5 DECEMBER 1952, Page 2

Isolating Mau Mau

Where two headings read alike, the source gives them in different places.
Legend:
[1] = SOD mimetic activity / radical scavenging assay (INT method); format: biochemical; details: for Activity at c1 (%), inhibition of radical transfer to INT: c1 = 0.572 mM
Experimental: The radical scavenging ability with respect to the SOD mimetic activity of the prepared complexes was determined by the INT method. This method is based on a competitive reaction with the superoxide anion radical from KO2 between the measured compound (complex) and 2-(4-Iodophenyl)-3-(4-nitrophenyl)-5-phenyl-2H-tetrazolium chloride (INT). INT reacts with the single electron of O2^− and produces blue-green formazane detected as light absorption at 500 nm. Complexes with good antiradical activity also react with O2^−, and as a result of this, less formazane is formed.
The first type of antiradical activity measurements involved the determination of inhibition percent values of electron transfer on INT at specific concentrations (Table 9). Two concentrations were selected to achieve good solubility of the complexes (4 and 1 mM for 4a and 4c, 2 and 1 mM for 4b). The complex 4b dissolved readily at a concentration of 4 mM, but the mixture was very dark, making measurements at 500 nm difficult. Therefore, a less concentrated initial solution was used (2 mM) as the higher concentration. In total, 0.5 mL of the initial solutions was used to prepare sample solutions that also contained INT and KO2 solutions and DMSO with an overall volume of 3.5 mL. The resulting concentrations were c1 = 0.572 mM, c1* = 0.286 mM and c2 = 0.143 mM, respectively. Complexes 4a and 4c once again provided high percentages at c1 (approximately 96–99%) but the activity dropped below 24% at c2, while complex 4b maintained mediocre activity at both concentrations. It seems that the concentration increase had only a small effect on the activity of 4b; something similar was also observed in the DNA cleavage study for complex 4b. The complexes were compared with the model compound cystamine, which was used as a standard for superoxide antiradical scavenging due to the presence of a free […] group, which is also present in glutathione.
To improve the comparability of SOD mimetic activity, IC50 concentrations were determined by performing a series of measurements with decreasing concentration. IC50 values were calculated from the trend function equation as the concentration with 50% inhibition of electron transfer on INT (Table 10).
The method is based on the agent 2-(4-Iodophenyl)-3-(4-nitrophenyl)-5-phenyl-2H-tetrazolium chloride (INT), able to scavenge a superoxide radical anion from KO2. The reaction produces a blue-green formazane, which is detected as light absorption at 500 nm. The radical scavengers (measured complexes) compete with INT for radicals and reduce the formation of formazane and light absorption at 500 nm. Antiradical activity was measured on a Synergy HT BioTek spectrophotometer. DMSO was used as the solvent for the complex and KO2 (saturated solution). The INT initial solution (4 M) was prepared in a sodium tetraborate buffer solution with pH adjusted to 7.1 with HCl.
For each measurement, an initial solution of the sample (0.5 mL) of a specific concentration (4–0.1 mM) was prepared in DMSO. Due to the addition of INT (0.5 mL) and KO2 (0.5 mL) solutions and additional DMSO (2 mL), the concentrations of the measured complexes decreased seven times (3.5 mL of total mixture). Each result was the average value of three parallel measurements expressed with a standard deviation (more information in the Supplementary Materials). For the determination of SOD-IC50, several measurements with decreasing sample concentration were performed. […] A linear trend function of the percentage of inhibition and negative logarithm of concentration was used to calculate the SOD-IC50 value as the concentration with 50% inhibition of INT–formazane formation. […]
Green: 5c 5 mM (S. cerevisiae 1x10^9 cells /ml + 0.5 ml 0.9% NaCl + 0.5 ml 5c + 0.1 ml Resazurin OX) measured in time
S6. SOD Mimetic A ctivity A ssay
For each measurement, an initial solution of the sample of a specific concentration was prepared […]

It is much too early to say with anything like certainty t113,1 the growth of violence in Kenya has been effectively checkreo' but for the moment at least the signs are encouraging. 1.11cei Government's repressive measures seem to have been apnlle soberly, and now the Kikuyu are said to be declaring them; selves in greater numbers against Mau Mau. It is a go°,u, sign also that some of the tribal leaders feel able to sPen.1 more freely. "I will not brook any nonsense from you," sal,' one of them at Nyeri to the squatters deported from Thomson s Falls to their reserve, "and now that you have returned You had better commence immediately to mend your ways and to co-operate with the Government." The broadcast by M. Mathu, leader of the African unofficial members in the Kean Legislative Council, must also have had considerable effect; It is a pity that he was not permitted to make his apne.lu• earlier, particularly if there was substance in his complain! that all previous broadcasts in the Kikuyu language on beha.11, of 4re authorities had been unintelligible. Meanwhile the ma: of Jomo Kenyatta and the other five suspects has begun n` Kapenguria (Mr. Pritt's attempt to have the hearing trans; ferred from a closed area having failed), and the outcome 01 this, whatever it may be, will be something to reckon with; for: guilty or innocent, they will emerge either as heroes or as, martyrs in the eyes of hardened Mau Mau adherents. But it seems.-elear that the authorities will in time succeed in 15,0- hating Mau Mau and restoring Jaw and order throughout toe greater part of the country. That accomplished, reforms designed to raise the African's standards of living and of edn' cation will be accelerated, and so in due course their ambitions, will be canalised into more respectable courses. The idea 01 partnership, fully accepted in some African colonies, has bee,n, slower in taking root in Kenya. There is no alternative to I,' except antagonism and disaster. But the immediate task is th' suppression of barbarism.